These numbers describe the respective cover versions I own of the Arctic Monkeys' I Bet You Look Good on the Dancefloor, Blue Oyster Cult's Don't Fear the Reaper, Ian and Sylvia's Four Strong Winds and Joy Division's Love Will Tear Us Apart. While writing, I play these covers in a looped playlist, inspired by a creativity that juts from homage and derivation.
It is timely that cover songs should be treated with scholarly respect. As part of Ashgate's Popular and Folk Music Series, George Plasketes has edited a collection of 15 provocative and diverse essays. One of the challenges of edited collections is that multiple authors block the development of a coherent argument, but in this case it suits the agitated reorganisation of cover songs.
Play it Again: Cover Songs in Popular Music deserves a strong readership from undergraduate and postgraduate courses in popular music and popular cultural studies. Topics range from Stuart Lenig's investigation of David Bowie's Pin Ups album through to Greg Metcalf's and Russell Reising's distinct projects on Bob Dylan, and from Christine Yano's examination of Japanese popular music to Erik Steinskog's investigation of Leonard Cohen songs.
Plasketes explains that "the arts have always borrowed from, commented on, and been judged by their past". There is honesty in covering songs from pop music history. For scholars in this collection, these tracks trigger discussions of ownership, originality, authenticity and - perhaps most powerfully - the social function of repetition. Certainly the cover has a commercial role. It introduces new performers or - in the case of Bowie's Pin Ups - triggers a career change by reinscribing the familiar. It is a way to value interpretation and adaptation.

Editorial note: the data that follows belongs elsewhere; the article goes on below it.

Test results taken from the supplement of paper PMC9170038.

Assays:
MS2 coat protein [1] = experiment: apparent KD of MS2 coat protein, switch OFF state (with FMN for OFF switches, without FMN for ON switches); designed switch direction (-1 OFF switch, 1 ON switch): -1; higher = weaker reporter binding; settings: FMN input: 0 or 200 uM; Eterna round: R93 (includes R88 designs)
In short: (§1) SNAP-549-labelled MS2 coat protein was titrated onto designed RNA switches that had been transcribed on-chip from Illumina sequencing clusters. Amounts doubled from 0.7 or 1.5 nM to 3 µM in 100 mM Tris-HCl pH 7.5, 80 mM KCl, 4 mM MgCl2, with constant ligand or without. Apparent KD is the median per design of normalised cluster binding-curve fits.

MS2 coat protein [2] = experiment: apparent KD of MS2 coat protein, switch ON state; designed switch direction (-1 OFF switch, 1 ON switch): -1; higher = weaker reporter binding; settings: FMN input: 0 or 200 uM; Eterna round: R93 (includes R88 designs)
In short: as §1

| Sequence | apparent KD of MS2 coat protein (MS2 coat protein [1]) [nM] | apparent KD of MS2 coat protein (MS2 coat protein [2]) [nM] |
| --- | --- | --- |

Three outstanding chapters in this book are relevant far beyond popular music studies. David Tough's "The mashup mindset" asks if pop will "eat itself". He explores how content aggregation is operating in popular music. The mashup demonstrates how cover songs become found sounds for new modes of sonic media. This is sonic evolution rather than technological revolution.
A fascinating chapter by Sheldon Schiffer probes "The cover song as historiography". He sees the cover as "revealing cultural artefacts" important not only in popular music history, but in providing information about context and audience reception, and describes "the cover song as meta-history" and "the cover singer as historiographer". For Schiffer, these tracks are a method to interpret history.
An under-recognised area of popular music studies is addressed by Lee Barron in his contribution "Camp transitions: genre adaptations and the Hi-NRG/dance cover version". Although he does not mention the Almighty label's handbag house disco stompers built around vocalist Belle Lawrence, he does consider DJ Sammy's cover of Don Henley's The Boys of Summer and the Scissor Sisters' version of Pink Floyd's Comfortably Numb. Taking rock classics on to the dance floor may preserve the lyric and melody but it can still, as Barron notes, "change everything".
Popular culture is demeaned or ignored as trashy, trivial nonsense. Cover versions are doubly marginalised, framed as derivative and inferior copies of the original. They are rarely granted space in scholarship. As Deena Weinstein argues in the conclusion to this collection, "rock and roll criticism emerged under the sign of high modernism, wildly waving a revivalist Romantic flag that valorizes creative artists expressing their unique selves in innovative ways. Romanticism dismisses cover songs as inauthentic ugly ducklings."
Occasionally the ugly duckling becomes not a swan, but a completely different animal in a new story. For every tortured Dan Fogelberg version of the Cascades' Rhythm of the Rain, there is Jimi Hendrix squealing and soaring through Dylan's All Along the Watchtower. In this case, the cover - to cover Bono - is Even Better Than the Real Thing.
Play it Again: Cover Songs in Popular Music
Edited by George Plasketes Ashgate, 280pp, £50.00. ISBN 9780754668091 and 699910 (e-book). Published 28 April 2010. 6 7 9 12